After a year of Covid delays, L’Arche Aywaille, Belgium has opened a new soup bar: ‘PAUSE’
Elise, who has an intellectual disability, is thrilled she can finally put all the skills she’s learnt to good use at the soup bar, says: “For me, the work is great! We meet a lot of people! It?s really nice seeing people come back because they appreciate our welcome and the good service. Personally, I love everything I do at ‘PAUSE’?! I am super-super-motivated. But sometimes, even I have to stop. It’s great to be working together, hand in hand.”
The community began thinking about developing a new project a few years ago to meet two basic needs: first, for members of the community, with and without intellectual disabilities, to gain job skills; and more importantly, to integrate better into village life. They needed a project where they could get to know their neighbours better and their neighbours could get to know them.
Supported by a legacy gift, the community investigated various concepts, including an art store and a clothing store. As they listened more deeply to each other, it became obvious that many members with disabilities wanted to start a restaurant. They wanted to be like other local food-outlets, and nourish part of the villagers’ day.
What kind of restaurant? They soon realized each person, whether or not they had an intellectual disability, already knew how to transform seasonal vegetables into delicious soups – a regular staple on the lunch menu at home. If they could also recreate, in a business setting, their moments of joy around the dining room table, then perhaps a soup bar would be a success.
They trained for two mornings each week, upskilling the members in various tasks, including: hosting, preparing fair trade coffee, processing payments? and even though each person already knew how to make soup, they still had to learn how to clean and cut vegetables on a larger scale and develop enough recipes to keep customers coming back. People learnt about arranging the dining room and shopping for ingredients; some made handicrafts to sell alongside the food; others picked the uniforms.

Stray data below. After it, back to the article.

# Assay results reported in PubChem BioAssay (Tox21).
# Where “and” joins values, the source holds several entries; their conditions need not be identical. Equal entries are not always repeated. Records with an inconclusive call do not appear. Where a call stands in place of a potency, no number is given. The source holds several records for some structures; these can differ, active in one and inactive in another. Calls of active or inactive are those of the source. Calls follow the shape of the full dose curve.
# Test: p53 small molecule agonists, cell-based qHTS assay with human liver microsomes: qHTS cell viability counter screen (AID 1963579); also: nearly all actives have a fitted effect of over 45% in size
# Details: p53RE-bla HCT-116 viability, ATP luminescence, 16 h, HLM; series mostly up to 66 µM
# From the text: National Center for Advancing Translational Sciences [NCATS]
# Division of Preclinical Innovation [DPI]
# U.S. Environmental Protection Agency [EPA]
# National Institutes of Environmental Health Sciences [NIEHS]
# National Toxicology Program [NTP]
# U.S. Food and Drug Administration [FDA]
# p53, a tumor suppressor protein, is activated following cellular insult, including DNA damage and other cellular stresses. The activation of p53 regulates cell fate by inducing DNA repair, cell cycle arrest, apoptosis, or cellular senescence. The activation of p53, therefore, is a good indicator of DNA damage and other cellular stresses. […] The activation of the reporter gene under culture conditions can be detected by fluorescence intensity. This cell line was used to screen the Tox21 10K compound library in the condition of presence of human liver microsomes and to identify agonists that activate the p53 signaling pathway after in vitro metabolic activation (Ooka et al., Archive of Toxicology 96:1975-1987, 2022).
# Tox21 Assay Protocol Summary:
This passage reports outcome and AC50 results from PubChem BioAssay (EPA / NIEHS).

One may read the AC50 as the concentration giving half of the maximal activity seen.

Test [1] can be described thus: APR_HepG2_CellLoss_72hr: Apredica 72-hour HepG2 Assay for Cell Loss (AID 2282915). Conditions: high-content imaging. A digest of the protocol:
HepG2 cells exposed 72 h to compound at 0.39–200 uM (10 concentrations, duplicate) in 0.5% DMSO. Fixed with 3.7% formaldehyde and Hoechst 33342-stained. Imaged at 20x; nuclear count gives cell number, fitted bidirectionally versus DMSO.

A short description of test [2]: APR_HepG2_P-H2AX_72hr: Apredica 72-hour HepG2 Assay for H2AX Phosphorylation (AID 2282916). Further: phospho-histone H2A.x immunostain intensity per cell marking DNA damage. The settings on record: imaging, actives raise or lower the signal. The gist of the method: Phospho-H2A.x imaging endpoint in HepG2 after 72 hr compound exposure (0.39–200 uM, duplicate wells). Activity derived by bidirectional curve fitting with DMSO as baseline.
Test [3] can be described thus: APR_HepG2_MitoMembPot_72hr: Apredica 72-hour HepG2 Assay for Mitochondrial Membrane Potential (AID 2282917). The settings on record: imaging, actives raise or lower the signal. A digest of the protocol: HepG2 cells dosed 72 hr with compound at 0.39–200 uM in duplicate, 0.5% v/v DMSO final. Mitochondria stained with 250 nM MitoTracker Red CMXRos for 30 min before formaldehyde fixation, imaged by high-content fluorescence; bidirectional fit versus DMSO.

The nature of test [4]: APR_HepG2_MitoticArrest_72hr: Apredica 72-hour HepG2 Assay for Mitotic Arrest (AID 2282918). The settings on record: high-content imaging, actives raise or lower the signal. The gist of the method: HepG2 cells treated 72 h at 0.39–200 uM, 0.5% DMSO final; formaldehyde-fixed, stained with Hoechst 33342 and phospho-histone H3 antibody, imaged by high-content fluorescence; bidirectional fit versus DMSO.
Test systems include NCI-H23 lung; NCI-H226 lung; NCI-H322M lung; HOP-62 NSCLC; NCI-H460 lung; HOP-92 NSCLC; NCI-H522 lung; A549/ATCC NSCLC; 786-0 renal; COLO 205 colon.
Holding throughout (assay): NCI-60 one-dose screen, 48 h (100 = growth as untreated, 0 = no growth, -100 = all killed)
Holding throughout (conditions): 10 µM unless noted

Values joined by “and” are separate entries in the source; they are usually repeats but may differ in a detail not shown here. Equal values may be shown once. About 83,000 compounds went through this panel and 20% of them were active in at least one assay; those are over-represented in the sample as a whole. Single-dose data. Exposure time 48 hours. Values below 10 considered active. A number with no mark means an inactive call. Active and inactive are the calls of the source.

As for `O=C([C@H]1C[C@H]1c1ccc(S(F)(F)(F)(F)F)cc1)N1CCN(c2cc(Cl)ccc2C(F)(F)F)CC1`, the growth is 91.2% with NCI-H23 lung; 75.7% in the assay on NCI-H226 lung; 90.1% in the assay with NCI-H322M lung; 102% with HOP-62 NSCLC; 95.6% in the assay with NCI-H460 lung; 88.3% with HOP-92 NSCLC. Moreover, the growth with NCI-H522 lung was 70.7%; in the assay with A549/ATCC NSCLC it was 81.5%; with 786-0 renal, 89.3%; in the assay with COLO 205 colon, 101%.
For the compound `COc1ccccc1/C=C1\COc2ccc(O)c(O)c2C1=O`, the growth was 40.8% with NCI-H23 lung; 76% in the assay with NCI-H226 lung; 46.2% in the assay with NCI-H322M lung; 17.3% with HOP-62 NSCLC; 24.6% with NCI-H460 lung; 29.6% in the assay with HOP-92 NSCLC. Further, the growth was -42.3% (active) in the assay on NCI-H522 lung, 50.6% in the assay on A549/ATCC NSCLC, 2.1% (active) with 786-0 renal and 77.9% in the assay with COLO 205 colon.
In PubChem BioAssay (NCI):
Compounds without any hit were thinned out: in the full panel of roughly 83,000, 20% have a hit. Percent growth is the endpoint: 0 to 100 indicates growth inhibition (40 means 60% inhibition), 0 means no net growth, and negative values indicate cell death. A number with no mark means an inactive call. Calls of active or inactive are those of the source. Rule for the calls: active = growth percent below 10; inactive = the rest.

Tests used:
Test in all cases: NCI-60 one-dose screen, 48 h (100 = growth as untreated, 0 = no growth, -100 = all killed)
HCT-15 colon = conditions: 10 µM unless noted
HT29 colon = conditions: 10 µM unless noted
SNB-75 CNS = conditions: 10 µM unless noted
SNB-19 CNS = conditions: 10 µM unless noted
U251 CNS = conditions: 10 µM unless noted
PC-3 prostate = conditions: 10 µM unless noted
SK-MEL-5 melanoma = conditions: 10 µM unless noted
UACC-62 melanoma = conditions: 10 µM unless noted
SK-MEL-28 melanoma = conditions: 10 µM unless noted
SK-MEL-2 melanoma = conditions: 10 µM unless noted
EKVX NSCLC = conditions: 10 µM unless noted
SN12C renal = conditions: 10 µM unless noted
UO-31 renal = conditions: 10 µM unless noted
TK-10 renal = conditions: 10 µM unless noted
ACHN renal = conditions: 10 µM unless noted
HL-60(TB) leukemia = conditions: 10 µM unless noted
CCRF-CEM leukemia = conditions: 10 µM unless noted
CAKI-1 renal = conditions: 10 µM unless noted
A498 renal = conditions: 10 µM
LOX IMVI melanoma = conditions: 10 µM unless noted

By the spring of 2020, everyone was well-trained, and all the hiccups had been resolved. Sadly, instead of opening a soup bar, the community went into Covid lockdown. However, the community turned this potential setback into an opportunity to further develop the training so that by the time the lockdown was lifted, their soup recipes and service skills were highly polished.
Today, everyone in L’Arche Aywaille is so proud of what they?ve created.
Olivia explains: “I prepare coffee, cappuccino and soup with all kinds of vegetables. I love the ‘PAUSE’. I?m having a great time there. From time to time, I also like to drink a small herbal tea. I like it when my family comes to eat with me.” For herself and others with an intellectual disability, ‘PAUSE’ offers a recipe for success, a way of connecting with the wider community.
We invite you at Rue Jean Wilmotte 10, 4920 Aywaille!
Let us treat you to a ‘PAUSE’ Belgium style!